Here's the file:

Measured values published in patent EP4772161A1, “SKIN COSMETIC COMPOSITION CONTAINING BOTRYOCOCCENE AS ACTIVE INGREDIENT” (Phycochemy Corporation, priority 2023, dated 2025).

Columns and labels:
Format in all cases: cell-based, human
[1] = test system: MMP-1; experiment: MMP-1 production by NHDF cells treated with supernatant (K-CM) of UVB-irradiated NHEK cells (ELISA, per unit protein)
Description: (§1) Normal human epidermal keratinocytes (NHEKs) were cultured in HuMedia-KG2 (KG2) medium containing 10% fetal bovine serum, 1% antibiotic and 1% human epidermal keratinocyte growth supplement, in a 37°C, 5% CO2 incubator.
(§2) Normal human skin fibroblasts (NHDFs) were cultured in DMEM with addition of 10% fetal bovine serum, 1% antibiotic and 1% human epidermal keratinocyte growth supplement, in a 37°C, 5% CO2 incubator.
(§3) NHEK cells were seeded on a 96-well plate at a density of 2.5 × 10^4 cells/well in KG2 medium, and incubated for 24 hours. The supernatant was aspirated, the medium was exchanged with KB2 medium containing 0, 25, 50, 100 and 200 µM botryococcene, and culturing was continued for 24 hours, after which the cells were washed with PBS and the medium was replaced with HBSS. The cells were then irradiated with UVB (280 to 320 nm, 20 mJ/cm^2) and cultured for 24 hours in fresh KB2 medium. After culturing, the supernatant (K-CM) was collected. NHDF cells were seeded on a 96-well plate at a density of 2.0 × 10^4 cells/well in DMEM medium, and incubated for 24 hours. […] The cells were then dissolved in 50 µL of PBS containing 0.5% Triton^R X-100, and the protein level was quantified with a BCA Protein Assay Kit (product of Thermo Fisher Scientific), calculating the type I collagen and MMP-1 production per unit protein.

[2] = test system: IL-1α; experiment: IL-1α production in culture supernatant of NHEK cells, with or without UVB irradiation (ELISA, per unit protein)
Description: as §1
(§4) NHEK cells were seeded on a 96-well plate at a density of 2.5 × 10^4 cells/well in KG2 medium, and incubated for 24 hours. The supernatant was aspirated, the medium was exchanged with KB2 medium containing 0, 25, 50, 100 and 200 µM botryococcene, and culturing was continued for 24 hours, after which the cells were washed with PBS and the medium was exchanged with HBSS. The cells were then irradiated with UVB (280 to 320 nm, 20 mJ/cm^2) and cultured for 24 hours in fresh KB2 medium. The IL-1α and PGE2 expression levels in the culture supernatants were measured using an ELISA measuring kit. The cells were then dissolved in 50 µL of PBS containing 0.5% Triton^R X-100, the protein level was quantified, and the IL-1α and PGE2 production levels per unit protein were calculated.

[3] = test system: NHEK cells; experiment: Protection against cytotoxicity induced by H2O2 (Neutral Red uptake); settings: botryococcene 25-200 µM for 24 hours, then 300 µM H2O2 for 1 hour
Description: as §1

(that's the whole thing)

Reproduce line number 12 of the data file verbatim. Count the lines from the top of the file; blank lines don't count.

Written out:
Description: as §1